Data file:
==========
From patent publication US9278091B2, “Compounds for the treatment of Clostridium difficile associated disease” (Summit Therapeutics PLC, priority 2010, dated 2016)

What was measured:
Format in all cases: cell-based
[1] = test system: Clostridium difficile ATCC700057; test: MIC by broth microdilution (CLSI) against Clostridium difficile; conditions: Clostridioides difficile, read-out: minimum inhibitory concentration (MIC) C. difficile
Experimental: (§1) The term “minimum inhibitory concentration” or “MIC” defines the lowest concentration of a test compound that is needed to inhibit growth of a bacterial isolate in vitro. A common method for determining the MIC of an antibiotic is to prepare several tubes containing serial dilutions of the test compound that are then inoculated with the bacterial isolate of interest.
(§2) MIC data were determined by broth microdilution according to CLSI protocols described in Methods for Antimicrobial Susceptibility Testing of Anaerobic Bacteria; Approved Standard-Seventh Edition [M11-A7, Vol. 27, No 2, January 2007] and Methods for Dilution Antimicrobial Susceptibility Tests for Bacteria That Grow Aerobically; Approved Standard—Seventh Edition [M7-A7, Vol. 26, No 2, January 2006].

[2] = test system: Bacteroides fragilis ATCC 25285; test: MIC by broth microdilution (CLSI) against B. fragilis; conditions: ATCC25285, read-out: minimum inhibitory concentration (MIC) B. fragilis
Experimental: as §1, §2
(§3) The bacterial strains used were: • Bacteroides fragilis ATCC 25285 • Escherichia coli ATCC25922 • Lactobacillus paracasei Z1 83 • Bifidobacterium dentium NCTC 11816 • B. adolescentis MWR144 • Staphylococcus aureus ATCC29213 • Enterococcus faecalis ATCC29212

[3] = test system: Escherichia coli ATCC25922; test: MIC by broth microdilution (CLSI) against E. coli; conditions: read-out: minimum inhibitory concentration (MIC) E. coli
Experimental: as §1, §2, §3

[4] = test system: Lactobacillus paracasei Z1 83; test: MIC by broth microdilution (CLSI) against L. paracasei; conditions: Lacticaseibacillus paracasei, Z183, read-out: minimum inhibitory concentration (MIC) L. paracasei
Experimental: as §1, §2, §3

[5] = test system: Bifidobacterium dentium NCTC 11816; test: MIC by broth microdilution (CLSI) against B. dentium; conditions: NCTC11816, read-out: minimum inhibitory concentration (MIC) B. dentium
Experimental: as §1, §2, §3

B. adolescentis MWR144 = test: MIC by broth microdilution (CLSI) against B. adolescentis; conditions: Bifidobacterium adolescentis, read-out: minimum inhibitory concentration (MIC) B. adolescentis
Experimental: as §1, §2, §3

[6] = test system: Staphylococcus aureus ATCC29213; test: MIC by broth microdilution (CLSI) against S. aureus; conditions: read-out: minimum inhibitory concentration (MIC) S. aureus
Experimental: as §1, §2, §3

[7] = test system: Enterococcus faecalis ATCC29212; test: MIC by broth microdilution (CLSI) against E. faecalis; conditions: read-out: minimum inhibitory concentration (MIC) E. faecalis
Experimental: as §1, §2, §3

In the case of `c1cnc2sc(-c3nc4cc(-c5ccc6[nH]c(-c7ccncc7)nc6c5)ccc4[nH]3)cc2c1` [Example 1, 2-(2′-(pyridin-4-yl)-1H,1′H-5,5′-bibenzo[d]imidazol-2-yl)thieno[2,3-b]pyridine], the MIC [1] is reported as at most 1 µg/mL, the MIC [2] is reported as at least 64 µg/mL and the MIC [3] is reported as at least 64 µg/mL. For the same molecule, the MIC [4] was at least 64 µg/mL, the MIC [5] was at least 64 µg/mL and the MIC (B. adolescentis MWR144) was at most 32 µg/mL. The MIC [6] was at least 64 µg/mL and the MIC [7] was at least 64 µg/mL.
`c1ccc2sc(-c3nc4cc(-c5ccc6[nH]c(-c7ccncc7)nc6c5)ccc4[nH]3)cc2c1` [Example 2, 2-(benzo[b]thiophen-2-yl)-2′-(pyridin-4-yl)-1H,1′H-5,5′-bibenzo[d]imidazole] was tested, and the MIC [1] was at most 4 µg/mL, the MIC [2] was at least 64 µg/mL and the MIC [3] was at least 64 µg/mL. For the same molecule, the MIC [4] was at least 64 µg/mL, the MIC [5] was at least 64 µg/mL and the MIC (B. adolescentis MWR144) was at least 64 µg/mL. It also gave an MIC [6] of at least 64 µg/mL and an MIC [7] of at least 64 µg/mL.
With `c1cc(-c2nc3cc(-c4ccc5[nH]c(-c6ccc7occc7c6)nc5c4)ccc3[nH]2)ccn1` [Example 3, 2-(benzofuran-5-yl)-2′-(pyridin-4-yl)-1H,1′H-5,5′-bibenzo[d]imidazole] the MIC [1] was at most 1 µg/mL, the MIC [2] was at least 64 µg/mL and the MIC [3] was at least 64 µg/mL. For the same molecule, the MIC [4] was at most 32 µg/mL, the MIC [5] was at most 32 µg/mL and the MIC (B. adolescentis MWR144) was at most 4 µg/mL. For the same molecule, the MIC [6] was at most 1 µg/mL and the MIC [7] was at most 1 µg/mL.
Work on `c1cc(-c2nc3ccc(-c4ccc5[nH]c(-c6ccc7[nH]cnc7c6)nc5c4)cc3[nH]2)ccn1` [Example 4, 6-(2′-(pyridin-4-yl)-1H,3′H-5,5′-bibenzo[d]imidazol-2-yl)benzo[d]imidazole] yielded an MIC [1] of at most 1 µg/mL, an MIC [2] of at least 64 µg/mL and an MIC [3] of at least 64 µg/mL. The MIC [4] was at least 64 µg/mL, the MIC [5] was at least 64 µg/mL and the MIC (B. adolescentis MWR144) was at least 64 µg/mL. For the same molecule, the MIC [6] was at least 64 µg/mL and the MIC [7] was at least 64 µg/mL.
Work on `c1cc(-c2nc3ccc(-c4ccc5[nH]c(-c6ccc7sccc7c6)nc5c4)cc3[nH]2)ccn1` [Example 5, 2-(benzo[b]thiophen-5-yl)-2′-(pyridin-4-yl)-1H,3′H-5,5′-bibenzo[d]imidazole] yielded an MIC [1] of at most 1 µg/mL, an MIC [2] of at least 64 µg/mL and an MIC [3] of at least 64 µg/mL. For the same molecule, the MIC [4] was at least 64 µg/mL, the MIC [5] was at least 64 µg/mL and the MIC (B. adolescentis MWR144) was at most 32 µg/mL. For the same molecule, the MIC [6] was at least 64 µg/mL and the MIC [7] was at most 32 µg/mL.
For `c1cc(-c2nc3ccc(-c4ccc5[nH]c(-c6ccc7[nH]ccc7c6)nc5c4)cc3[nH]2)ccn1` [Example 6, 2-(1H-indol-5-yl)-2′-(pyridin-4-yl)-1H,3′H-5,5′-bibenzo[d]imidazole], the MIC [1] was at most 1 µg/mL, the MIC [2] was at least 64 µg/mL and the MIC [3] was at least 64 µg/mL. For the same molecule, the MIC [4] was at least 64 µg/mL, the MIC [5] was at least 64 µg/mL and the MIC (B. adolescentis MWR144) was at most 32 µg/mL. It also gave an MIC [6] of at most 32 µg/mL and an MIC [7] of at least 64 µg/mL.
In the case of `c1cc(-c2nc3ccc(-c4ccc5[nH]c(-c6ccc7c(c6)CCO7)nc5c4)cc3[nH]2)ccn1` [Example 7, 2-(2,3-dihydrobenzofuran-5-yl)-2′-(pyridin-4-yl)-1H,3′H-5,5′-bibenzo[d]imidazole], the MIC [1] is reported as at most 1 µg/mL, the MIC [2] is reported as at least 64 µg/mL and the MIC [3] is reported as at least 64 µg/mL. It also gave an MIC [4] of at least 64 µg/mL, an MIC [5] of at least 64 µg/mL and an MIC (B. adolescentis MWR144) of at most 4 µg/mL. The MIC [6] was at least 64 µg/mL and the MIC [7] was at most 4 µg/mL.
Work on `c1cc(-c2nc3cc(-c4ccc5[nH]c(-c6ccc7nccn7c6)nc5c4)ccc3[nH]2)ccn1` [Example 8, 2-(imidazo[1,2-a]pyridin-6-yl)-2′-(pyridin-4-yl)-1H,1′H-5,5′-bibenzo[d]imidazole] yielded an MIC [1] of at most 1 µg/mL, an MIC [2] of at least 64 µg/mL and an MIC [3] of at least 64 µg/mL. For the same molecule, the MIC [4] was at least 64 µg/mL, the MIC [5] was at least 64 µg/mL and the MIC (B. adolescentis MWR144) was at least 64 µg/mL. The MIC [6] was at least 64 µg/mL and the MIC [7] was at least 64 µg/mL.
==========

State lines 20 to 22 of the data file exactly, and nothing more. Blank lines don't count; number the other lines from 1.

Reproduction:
[7] = test system: Enterococcus faecalis ATCC29212; test: MIC by broth microdilution (CLSI) against E. faecalis; conditions: read-out: minimum inhibitory concentration (MIC) E. faecalis
Experimental: as §1, §2, §3

In the case of `c1cnc2sc(-c3nc4cc(-c5ccc6[nH]c(-c7ccncc7)nc6c5)ccc4[nH]3)cc2c1` [Example 1, 2-(2′-(pyridin-4-yl)-1H,1′H-5,5′-bibenzo[d]imidazol-2-yl)thieno[2,3-b]pyridine], the MIC [1] is reported as at most 1 µg/mL, the MIC [2] is reported as at least 64 µg/mL and the MIC [3] is reported as at least 64 µg/mL. For the same molecule, the MIC [4] was at least 64 µg/mL, the MIC [5] was at least 64 µg/mL and the MIC (B. adolescentis MWR144) was at most 32 µg/mL. The MIC [6] was at least 64 µg/mL and the MIC [7] was at least 64 µg/mL.